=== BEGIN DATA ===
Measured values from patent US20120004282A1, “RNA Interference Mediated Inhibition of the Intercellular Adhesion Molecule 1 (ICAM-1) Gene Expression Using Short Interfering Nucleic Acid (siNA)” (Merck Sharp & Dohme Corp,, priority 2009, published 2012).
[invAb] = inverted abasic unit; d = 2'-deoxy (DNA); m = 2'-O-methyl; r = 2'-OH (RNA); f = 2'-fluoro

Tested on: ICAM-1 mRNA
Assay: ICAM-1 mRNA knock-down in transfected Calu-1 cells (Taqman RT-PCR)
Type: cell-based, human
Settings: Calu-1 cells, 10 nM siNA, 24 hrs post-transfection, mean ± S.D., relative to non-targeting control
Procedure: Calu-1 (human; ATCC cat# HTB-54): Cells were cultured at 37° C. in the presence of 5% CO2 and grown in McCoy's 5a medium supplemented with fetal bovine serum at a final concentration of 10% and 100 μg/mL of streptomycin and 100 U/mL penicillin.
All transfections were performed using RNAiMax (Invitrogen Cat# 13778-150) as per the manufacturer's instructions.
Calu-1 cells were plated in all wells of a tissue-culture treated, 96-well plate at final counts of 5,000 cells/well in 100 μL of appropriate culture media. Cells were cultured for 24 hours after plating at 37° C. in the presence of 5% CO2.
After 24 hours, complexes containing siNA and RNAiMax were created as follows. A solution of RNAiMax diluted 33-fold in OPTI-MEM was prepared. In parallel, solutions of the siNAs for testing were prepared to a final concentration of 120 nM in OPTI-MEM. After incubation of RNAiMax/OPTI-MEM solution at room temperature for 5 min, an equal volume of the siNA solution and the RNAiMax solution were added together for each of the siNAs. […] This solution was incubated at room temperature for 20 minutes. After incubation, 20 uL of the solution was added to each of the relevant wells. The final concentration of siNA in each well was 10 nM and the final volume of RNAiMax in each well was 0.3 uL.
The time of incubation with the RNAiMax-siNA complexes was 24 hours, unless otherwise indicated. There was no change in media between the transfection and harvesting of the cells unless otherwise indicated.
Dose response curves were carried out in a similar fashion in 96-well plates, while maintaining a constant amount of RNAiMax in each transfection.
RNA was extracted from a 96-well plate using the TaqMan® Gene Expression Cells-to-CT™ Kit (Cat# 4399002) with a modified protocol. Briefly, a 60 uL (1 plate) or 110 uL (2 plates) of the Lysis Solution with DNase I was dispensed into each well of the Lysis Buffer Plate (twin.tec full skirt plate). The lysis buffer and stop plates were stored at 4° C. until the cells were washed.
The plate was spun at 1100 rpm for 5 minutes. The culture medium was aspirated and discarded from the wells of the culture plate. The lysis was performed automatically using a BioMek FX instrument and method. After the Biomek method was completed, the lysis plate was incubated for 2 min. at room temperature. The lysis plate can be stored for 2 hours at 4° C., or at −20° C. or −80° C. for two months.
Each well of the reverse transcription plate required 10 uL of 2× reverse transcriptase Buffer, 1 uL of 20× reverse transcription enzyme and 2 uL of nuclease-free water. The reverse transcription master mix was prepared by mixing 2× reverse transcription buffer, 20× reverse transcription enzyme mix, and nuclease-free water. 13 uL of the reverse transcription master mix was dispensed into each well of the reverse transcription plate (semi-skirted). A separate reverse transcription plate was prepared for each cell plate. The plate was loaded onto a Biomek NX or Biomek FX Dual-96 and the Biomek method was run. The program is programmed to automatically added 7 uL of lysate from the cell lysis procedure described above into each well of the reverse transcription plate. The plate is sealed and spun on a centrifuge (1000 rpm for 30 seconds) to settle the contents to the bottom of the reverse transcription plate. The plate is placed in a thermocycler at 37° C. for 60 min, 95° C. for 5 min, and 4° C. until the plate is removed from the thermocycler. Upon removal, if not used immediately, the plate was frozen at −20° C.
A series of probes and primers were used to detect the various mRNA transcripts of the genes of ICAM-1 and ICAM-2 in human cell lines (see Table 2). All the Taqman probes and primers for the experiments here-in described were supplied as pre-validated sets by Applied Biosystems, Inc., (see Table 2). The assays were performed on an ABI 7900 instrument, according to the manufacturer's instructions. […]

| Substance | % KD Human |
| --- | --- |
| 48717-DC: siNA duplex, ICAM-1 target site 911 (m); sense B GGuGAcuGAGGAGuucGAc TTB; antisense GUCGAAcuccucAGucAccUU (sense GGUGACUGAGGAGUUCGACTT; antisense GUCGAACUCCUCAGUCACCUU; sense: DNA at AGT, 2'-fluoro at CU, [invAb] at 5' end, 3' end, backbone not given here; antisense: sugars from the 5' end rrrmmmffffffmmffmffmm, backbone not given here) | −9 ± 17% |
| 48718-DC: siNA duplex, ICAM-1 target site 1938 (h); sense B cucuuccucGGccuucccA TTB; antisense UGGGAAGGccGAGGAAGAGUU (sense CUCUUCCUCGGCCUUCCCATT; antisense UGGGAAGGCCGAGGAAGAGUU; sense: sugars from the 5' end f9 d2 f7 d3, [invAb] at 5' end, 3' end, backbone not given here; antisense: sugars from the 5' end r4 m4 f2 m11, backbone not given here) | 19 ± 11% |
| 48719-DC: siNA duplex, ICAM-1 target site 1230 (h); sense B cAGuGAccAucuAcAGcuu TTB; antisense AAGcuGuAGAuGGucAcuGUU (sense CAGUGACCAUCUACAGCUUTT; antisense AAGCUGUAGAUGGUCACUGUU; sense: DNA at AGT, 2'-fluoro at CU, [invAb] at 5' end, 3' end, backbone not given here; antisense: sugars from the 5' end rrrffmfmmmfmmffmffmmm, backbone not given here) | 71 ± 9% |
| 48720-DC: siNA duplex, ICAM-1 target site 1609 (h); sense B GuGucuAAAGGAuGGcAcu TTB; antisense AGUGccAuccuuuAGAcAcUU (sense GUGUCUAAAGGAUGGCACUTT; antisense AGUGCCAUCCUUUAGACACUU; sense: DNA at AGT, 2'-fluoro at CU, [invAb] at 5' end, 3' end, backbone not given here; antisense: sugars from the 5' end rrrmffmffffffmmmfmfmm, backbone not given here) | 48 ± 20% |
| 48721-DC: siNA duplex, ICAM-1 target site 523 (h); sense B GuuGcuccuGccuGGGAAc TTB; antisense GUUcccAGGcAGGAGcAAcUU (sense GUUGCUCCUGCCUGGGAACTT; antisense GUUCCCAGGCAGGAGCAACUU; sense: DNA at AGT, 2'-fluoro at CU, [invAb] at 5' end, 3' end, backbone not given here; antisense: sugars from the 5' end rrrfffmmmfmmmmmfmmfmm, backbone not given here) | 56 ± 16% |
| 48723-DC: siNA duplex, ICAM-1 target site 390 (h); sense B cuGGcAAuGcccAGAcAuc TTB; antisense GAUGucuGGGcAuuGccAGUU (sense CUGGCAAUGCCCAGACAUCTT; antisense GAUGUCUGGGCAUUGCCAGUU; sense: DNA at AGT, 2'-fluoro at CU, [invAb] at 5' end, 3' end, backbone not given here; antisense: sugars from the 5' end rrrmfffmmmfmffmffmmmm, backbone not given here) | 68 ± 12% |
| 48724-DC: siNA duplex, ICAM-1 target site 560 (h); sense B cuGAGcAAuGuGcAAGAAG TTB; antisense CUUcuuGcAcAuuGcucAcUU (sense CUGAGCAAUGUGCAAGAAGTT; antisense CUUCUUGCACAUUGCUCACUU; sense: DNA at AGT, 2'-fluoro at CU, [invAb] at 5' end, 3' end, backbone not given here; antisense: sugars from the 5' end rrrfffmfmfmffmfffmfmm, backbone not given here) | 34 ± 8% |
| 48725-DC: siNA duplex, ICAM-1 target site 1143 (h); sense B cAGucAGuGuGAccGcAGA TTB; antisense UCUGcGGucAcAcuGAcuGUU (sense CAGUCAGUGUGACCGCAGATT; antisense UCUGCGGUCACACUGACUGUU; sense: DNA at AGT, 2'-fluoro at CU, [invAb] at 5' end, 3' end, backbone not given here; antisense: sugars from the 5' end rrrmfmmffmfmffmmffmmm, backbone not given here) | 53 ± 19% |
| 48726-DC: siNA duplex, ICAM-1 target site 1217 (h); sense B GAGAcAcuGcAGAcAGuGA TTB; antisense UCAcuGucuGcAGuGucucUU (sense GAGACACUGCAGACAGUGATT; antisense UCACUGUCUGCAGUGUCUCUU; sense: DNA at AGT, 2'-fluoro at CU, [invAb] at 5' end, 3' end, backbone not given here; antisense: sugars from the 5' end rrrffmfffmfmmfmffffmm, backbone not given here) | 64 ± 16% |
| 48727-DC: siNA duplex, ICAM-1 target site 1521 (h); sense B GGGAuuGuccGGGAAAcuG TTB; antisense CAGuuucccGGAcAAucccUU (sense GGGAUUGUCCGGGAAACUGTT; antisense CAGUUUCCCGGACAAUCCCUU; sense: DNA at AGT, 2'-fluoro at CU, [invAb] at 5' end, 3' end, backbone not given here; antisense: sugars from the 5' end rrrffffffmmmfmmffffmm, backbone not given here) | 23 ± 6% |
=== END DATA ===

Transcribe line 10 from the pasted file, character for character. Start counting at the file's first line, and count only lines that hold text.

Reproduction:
After 24 hours, complexes containing siNA and RNAiMax were created as follows. A solution of RNAiMax diluted 33-fold in OPTI-MEM was prepared. In parallel, solutions of the siNAs for testing were prepared to a final concentration of 120 nM in OPTI-MEM. After incubation of RNAiMax/OPTI-MEM solution at room temperature for 5 min, an equal volume of the siNA solution and the RNAiMax solution were added together for each of the siNAs. […] This solution was incubated at room temperature for 20 minutes. After incubation, 20 uL of the solution was added to each of the relevant wells. The final concentration of siNA in each well was 10 nM and the final volume of RNAiMax in each well was 0.3 uL.